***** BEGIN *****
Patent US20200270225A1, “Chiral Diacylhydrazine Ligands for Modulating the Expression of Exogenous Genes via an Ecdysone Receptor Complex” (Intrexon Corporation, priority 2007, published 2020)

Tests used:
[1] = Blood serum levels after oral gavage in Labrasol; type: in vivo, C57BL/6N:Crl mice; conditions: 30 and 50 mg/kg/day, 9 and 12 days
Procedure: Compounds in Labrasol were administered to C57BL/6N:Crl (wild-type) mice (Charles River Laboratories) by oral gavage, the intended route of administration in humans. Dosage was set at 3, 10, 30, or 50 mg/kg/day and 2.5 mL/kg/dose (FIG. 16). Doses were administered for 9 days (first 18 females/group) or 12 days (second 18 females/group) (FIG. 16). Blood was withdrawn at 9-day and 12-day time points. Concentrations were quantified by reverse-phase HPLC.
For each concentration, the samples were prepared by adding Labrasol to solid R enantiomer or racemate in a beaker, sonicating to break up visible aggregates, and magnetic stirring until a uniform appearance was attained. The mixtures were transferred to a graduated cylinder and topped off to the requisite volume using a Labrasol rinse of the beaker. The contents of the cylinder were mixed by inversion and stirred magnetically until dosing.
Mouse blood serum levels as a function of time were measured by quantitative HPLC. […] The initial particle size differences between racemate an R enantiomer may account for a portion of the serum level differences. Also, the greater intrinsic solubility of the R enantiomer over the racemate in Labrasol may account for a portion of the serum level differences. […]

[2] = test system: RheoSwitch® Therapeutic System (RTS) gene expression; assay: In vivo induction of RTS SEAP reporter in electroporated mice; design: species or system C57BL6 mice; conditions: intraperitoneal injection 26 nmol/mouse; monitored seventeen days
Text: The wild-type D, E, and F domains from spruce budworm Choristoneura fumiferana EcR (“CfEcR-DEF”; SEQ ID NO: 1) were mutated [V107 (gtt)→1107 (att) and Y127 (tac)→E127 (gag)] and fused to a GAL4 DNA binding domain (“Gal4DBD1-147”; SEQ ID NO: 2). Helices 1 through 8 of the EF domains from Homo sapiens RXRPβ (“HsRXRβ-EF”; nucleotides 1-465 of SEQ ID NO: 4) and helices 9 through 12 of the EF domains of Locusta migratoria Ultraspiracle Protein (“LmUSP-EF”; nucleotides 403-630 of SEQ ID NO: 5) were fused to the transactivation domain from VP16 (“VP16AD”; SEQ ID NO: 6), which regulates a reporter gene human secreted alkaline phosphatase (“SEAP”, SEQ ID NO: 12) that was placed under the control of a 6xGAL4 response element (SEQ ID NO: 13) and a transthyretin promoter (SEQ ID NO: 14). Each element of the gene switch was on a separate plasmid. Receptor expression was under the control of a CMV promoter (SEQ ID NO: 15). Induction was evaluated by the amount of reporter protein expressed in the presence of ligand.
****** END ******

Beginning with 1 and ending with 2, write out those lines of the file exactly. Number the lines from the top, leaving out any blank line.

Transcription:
Patent US20200270225A1, “Chiral Diacylhydrazine Ligands for Modulating the Expression of Exogenous Genes via an Ecdysone Receptor Complex” (Intrexon Corporation, priority 2007, published 2020)

Tests used: